Forget the image you may have of a writer-as-loner, scribbling alone in some cabin with superglue blocking up the Ethernet cable and noise-cancelling headphones over his ears so as to avoid all contact with anyone in the world, save for the universe conjured by the writer’s imagination. Meet Authors United, an impressive, and impressively huge, pack of published scribes coming together for much the same reason as many disparate people wind up on the same team: to battle a common enemy.
All the guardians of the literary galaxy are joining forces — hundreds of writers, including a handful of heavyweights and plenty of non-Hachette authors — to fight Amazon. What do they want? As The New York Times reports, “they want the Justice Department to investigate Amazon for illegal monopoly tactics.”
As Ursula K. LeGuin, recipient of the 2014 Medal for Distinguished Contribution to American Letters and Authors United signee, wrote to the Times in an email:
“We’re talking about censorship: deliberately making a book hard or impossible to get, ‘disappearing’ an author. Governments use censorship for moral and political ends, justifiable or not. Amazon is using censorship to gain total market control so they can dictate to publishers what they can publish, to authors what they can write, to readers what they can buy. This is more than unjustifiable, it is intolerable.”
Amazon sells half the books in America. Everyone knows what comes with great power. Or, well, maybe not everyone? Maybe not Amazon?
Authors United is a self-described assembly of unprecedented influence and scale: “No group of authors as diverse or prominent as this has ever come together before in support of a single cause.” Led by horror and thriller writer Douglas Preston, the group, writes the Times, “is in the midst of two efforts — writing members of the Amazon board individually in the hope that they will sway Mr. Bezos to take Hachette books out of the line of fire while negotiations continue, and drafting a letter to the Justice Department asking it to examine Amazon for possible antitrust violations.”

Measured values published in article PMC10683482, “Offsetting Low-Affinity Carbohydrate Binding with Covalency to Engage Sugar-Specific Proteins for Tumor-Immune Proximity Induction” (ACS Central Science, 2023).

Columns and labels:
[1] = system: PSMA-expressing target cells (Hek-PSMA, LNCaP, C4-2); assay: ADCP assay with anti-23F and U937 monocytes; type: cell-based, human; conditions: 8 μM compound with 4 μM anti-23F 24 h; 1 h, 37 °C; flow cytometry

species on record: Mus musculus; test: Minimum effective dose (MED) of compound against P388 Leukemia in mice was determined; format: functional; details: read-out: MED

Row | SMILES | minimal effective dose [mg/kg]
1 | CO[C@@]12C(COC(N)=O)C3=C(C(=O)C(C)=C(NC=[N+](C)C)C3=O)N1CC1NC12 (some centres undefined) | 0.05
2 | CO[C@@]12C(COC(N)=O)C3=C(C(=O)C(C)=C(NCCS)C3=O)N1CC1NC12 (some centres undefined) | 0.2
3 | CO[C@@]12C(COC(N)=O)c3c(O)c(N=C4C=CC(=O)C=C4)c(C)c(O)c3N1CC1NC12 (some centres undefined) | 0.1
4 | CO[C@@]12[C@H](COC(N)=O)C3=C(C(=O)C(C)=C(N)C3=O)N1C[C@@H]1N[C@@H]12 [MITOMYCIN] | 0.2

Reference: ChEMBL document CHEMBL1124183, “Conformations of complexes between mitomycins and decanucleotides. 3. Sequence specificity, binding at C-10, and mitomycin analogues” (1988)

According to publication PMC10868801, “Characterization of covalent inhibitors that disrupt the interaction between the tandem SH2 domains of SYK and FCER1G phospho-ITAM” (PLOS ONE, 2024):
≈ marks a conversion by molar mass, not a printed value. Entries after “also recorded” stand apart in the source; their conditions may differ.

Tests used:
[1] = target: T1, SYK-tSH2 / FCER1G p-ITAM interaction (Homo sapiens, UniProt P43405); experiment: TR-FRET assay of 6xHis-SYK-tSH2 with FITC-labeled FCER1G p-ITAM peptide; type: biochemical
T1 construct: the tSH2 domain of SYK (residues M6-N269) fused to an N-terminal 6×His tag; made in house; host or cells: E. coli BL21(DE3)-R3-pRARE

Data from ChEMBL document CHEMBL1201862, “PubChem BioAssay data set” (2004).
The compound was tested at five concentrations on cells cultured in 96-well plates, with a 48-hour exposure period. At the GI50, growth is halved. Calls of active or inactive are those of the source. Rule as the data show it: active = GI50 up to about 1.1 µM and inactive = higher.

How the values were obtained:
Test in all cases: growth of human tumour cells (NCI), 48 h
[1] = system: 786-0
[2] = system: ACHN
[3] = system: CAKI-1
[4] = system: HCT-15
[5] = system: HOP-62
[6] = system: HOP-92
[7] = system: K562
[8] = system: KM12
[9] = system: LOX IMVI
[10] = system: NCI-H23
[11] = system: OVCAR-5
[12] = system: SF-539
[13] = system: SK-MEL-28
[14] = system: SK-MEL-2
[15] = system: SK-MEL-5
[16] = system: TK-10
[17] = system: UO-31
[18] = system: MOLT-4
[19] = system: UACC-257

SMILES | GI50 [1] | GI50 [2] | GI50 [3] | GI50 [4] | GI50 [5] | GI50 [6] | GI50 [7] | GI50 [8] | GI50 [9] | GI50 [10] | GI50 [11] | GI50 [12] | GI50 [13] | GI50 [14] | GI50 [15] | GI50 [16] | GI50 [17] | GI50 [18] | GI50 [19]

If you are someone who likes to read, or even someone who maybe read one book one time, chances are an author you care about is on the list of signees, which includes: Cheryl Strayed, Megan Abbott, Sherman Alexie, Lois Lowry, Karen Joy Fowler, David Maraniss, Daniel Handler (who you likely know as Lemony Snickett), Ann Patchett, Robert A. Caro, Jonathan Tropper, Maxine Hong Kingston, and John Grishman. The Times story notes that literary agent Andrew Wylie is asking his entire 300-author client list to get in on the action, and has already gotten yeses from everyone he’s asked, be it the living or “the estates of Saul Bellow, Roberto Bolaño, Joseph Brodsky, William Burroughs, John Cheever, Allen Ginsberg, Norman Mailer, Arthur Miller and Hunter S. Thompson.”
This is just the latest round of a fight between authors (and their publishers) and Amazon; you probably remember the last dust-up, in which Amazon deliberately made it difficult to order and obtain books by Hachette authors. In the Authors United letter, the group contends that these sanctions drove down Hachette authors’s sales “by at least 50 percent and in some cases as much as 90 percent. These sales drops are occurring across the board: in hardcovers, paperbacks, and e-books.”
Then came Kindle Unlimited, Amazon’s entry into the ebook subscription service marketplace, which didn’t have deals with any of the “big five” publishers (Hachette Book Group, HarperCollins, Macmillan, Simon and Schuster, and Penguin Random House) and required all self-published authors who participated in the program to make their books exclusive to Amazon.
Still no word from Amazon on the threat by Authors United.